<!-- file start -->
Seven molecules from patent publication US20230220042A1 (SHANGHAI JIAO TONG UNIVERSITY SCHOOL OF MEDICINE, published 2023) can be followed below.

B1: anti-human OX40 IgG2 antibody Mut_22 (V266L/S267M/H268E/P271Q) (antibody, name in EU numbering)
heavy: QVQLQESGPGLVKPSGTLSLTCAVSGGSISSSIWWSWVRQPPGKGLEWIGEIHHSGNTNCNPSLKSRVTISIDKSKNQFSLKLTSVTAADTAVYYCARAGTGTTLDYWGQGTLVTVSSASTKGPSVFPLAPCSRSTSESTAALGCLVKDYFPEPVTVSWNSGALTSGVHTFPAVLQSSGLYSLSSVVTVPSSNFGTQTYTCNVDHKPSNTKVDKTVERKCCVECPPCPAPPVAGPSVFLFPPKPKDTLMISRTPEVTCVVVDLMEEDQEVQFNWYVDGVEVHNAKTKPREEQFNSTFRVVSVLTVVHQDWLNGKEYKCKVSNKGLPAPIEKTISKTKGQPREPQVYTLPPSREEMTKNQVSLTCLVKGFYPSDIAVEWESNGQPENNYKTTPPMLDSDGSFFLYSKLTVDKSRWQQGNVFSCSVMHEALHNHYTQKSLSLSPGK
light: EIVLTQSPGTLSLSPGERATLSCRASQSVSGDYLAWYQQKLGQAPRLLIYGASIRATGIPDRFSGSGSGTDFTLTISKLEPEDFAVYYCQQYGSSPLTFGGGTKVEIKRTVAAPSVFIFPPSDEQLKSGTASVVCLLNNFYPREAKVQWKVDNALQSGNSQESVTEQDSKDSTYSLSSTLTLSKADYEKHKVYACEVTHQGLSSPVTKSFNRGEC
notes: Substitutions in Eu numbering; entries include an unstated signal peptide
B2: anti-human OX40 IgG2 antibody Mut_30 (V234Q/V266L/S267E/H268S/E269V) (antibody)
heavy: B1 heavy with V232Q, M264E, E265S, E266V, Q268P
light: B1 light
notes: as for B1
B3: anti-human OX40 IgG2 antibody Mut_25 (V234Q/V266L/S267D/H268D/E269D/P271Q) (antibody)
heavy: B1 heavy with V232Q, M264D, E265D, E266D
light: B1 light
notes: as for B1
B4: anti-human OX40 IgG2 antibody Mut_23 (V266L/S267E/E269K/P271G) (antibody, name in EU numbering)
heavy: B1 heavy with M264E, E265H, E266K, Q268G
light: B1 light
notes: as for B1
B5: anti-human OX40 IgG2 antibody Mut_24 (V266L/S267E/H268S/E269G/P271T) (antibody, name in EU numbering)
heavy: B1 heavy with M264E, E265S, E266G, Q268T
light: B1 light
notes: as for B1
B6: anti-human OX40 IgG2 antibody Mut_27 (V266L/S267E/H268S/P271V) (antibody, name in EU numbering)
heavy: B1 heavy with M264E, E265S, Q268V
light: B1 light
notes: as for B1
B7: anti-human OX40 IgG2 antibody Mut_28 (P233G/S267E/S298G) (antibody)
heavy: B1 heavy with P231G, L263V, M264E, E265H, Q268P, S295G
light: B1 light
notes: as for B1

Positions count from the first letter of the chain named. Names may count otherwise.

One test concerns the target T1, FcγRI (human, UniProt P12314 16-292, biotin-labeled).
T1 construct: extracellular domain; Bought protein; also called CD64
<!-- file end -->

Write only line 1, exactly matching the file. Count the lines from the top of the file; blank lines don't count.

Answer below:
Seven molecules from patent publication US20230220042A1 (SHANGHAI JIAO TONG UNIVERSITY SCHOOL OF MEDICINE, published 2023) can be followed below.